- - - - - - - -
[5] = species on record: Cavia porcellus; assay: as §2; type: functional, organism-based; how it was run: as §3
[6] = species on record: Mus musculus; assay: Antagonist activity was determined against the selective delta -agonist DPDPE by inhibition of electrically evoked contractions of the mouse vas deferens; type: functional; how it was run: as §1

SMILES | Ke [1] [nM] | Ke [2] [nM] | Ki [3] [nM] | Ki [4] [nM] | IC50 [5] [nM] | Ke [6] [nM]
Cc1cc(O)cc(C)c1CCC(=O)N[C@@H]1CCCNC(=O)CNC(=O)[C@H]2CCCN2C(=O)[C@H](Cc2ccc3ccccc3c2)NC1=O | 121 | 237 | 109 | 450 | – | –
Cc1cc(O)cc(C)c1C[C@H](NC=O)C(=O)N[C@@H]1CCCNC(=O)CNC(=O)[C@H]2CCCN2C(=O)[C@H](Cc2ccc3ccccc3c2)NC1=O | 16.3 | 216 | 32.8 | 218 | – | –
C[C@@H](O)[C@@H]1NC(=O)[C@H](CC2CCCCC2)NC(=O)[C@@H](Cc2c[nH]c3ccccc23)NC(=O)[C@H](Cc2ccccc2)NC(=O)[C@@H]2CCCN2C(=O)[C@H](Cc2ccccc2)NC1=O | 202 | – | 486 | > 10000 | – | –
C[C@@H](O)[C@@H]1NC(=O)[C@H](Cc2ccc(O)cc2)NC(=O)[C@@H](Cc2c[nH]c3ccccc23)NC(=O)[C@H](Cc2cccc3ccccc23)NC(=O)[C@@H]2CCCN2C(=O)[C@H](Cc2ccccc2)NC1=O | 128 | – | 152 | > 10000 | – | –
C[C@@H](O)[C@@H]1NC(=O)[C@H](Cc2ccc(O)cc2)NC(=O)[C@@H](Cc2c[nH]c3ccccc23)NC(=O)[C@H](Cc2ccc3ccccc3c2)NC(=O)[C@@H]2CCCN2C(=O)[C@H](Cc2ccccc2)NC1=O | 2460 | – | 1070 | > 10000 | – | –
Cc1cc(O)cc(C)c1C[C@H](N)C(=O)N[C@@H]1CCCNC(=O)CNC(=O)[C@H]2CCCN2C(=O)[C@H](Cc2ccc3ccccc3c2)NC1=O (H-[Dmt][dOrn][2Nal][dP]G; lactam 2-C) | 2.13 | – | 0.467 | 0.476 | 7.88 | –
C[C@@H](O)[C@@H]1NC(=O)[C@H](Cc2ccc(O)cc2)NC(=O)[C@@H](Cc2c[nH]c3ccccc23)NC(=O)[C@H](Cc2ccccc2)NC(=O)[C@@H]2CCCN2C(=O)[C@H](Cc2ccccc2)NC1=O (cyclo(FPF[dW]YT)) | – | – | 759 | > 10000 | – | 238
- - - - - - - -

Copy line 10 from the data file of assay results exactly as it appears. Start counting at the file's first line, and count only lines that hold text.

C[C@@H](O)[C@@H]1NC(=O)[C@H](Cc2ccc(O)cc2)NC(=O)[C@@H](Cc2c[nH]c3ccccc23)NC(=O)[C@H](Cc2ccccc2)NC(=O)[C@@H]2CCCN2C(=O)[C@H](Cc2ccccc2)NC1=O (cyclo(FPF[dW]YT)) | – | – | 759 | > 10000 | – | 238